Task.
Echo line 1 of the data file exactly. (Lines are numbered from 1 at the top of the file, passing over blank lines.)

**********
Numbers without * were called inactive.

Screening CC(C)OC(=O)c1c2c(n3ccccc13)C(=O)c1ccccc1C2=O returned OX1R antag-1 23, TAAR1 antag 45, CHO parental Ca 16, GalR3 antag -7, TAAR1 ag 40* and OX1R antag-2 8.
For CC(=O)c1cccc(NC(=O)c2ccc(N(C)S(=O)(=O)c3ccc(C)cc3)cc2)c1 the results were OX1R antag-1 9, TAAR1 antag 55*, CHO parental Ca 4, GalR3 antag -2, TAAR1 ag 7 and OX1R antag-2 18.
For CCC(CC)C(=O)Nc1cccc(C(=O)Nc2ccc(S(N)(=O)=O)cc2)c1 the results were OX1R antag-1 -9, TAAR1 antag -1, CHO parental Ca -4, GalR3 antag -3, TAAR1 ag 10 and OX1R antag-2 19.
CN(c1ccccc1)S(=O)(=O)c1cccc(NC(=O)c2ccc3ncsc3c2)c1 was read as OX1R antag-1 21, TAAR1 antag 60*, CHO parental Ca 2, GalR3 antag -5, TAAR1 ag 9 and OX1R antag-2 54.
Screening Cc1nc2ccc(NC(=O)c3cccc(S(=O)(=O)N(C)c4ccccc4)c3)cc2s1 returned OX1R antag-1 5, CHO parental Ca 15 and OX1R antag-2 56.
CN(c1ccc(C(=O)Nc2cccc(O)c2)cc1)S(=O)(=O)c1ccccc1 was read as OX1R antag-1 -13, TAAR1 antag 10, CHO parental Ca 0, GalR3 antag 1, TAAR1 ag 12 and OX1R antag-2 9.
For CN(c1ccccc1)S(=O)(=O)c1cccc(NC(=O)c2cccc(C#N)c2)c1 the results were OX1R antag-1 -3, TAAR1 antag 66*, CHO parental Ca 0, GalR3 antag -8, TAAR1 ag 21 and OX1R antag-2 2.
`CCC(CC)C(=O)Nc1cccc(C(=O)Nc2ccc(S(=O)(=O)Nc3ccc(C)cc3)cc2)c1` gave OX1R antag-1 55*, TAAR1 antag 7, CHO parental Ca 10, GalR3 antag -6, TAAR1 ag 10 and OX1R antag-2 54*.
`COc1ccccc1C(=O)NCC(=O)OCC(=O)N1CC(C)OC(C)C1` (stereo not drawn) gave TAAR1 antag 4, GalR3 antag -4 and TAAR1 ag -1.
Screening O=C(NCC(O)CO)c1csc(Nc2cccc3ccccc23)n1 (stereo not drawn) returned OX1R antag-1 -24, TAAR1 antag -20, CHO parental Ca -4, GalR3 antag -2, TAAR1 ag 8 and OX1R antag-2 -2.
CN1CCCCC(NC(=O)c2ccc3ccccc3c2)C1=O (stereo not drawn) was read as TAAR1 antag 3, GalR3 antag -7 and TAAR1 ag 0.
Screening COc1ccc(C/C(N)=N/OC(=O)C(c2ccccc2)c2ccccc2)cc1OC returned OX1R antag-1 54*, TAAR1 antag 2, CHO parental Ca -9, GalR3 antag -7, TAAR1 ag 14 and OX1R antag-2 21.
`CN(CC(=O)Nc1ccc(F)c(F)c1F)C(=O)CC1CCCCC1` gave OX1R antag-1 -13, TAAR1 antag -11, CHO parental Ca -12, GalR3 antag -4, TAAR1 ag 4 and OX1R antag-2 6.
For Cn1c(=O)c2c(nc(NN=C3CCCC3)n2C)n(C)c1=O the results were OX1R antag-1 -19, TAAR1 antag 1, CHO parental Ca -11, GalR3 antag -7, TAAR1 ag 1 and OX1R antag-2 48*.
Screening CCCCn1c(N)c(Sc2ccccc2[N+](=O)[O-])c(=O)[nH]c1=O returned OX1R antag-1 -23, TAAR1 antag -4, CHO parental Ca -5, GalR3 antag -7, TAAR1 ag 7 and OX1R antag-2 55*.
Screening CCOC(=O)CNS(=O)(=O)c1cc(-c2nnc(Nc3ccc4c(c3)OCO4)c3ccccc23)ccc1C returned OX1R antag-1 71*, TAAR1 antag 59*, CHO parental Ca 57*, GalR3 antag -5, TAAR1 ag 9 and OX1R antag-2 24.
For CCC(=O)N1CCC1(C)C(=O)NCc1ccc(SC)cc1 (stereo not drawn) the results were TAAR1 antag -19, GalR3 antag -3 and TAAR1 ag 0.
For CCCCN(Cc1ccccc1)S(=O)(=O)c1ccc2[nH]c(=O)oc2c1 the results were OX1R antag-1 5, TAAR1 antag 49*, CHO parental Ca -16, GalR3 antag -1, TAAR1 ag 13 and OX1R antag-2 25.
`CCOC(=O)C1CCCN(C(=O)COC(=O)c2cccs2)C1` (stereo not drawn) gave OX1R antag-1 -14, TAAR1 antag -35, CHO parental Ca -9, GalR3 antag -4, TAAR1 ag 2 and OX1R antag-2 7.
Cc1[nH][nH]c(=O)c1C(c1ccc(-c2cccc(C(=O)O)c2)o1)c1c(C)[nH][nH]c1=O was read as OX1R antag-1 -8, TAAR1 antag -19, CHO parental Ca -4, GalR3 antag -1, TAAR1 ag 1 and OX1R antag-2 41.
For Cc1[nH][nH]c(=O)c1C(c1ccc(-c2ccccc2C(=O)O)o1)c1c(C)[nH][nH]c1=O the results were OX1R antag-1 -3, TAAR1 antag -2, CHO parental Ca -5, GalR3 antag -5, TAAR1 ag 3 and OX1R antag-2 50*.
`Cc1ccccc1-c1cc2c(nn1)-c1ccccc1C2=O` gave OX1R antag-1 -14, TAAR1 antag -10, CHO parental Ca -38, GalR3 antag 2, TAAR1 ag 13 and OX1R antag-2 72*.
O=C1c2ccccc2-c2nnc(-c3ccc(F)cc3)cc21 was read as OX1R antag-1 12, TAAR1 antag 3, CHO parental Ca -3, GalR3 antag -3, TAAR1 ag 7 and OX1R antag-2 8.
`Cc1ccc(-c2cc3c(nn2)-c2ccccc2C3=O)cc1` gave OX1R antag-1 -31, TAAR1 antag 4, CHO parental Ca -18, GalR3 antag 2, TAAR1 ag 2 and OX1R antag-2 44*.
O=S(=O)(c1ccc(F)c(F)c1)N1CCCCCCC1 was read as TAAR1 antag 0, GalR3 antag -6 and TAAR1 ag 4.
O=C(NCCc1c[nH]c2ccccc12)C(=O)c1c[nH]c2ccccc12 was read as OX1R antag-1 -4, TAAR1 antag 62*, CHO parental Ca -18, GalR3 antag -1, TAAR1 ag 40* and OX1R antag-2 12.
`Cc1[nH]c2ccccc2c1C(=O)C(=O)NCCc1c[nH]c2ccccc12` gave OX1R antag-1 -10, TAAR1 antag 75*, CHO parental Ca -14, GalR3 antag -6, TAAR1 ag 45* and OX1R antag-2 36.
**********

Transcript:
Numbers without * were called inactive.